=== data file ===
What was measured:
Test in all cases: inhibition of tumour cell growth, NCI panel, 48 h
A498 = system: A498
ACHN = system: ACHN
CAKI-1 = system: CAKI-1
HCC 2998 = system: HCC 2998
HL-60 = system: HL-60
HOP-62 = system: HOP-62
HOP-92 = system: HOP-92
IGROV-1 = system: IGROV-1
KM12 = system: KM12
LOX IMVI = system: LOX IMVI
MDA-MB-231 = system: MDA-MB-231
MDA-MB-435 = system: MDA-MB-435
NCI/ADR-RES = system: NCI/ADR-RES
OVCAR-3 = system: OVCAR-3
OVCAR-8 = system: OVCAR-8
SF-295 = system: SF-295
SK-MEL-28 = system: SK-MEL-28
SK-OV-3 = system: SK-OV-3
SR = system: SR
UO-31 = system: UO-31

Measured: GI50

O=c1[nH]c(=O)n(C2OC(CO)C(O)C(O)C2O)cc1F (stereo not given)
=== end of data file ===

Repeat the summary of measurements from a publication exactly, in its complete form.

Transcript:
What was measured:
Test in all cases: inhibition of tumour cell growth, NCI panel, 48 h
A498 = system: A498
ACHN = system: ACHN
CAKI-1 = system: CAKI-1
HCC 2998 = system: HCC 2998
HL-60 = system: HL-60
HOP-62 = system: HOP-62
HOP-92 = system: HOP-92
IGROV-1 = system: IGROV-1
KM12 = system: KM12
LOX IMVI = system: LOX IMVI
MDA-MB-231 = system: MDA-MB-231
MDA-MB-435 = system: MDA-MB-435
NCI/ADR-RES = system: NCI/ADR-RES
OVCAR-3 = system: OVCAR-3
OVCAR-8 = system: OVCAR-8
SF-295 = system: SF-295
SK-MEL-28 = system: SK-MEL-28
SK-OV-3 = system: SK-OV-3
SR = system: SR
UO-31 = system: UO-31

Measured: GI50

O=c1[nH]c(=O)n(C2OC(CO)C(O)C(O)C2O)cc1F (stereo not given)